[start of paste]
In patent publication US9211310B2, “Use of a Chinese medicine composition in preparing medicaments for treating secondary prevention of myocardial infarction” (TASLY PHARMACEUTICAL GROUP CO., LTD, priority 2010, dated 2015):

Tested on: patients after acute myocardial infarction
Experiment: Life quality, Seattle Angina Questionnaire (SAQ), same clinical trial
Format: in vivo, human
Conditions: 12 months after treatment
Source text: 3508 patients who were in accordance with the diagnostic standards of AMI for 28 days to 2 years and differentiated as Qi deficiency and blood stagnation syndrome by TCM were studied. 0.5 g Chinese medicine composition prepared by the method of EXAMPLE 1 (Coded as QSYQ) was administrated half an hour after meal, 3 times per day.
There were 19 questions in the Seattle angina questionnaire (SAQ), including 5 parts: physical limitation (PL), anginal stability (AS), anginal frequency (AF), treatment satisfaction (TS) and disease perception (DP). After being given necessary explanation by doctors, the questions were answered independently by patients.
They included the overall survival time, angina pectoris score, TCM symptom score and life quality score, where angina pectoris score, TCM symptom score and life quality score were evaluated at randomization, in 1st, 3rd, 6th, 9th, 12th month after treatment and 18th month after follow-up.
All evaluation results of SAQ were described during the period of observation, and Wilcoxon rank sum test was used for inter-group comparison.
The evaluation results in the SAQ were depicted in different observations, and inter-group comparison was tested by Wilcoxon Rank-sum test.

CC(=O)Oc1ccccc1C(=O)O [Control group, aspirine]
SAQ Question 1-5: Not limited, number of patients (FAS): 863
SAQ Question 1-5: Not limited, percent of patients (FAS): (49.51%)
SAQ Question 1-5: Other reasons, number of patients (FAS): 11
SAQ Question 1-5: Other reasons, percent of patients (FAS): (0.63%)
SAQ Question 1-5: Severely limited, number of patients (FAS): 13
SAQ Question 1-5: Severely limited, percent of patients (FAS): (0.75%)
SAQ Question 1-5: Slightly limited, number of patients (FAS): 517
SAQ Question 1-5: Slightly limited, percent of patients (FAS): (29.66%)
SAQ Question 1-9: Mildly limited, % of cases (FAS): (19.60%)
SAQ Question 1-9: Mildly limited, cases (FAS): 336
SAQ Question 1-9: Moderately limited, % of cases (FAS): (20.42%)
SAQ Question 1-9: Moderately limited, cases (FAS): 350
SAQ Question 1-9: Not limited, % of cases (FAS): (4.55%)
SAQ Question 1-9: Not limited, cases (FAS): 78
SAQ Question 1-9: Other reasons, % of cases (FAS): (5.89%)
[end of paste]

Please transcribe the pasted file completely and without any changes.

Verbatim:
In patent publication US9211310B2, “Use of a Chinese medicine composition in preparing medicaments for treating secondary prevention of myocardial infarction” (TASLY PHARMACEUTICAL GROUP CO., LTD, priority 2010, dated 2015):

Tested on: patients after acute myocardial infarction
Experiment: Life quality, Seattle Angina Questionnaire (SAQ), same clinical trial
Format: in vivo, human
Conditions: 12 months after treatment
Source text: 3508 patients who were in accordance with the diagnostic standards of AMI for 28 days to 2 years and differentiated as Qi deficiency and blood stagnation syndrome by TCM were studied. 0.5 g Chinese medicine composition prepared by the method of EXAMPLE 1 (Coded as QSYQ) was administrated half an hour after meal, 3 times per day.
There were 19 questions in the Seattle angina questionnaire (SAQ), including 5 parts: physical limitation (PL), anginal stability (AS), anginal frequency (AF), treatment satisfaction (TS) and disease perception (DP). After being given necessary explanation by doctors, the questions were answered independently by patients.
They included the overall survival time, angina pectoris score, TCM symptom score and life quality score, where angina pectoris score, TCM symptom score and life quality score were evaluated at randomization, in 1st, 3rd, 6th, 9th, 12th month after treatment and 18th month after follow-up.
All evaluation results of SAQ were described during the period of observation, and Wilcoxon rank sum test was used for inter-group comparison.
The evaluation results in the SAQ were depicted in different observations, and inter-group comparison was tested by Wilcoxon Rank-sum test.

CC(=O)Oc1ccccc1C(=O)O [Control group, aspirine]
SAQ Question 1-5: Not limited, number of patients (FAS): 863
SAQ Question 1-5: Not limited, percent of patients (FAS): (49.51%)
SAQ Question 1-5: Other reasons, number of patients (FAS): 11
SAQ Question 1-5: Other reasons, percent of patients (FAS): (0.63%)
SAQ Question 1-5: Severely limited, number of patients (FAS): 13
SAQ Question 1-5: Severely limited, percent of patients (FAS): (0.75%)
SAQ Question 1-5: Slightly limited, number of patients (FAS): 517
SAQ Question 1-5: Slightly limited, percent of patients (FAS): (29.66%)
SAQ Question 1-9: Mildly limited, % of cases (FAS): (19.60%)
SAQ Question 1-9: Mildly limited, cases (FAS): 336
SAQ Question 1-9: Moderately limited, % of cases (FAS): (20.42%)
SAQ Question 1-9: Moderately limited, cases (FAS): 350
SAQ Question 1-9: Not limited, % of cases (FAS): (4.55%)
SAQ Question 1-9: Not limited, cases (FAS): 78
SAQ Question 1-9: Other reasons, % of cases (FAS): (5.89%)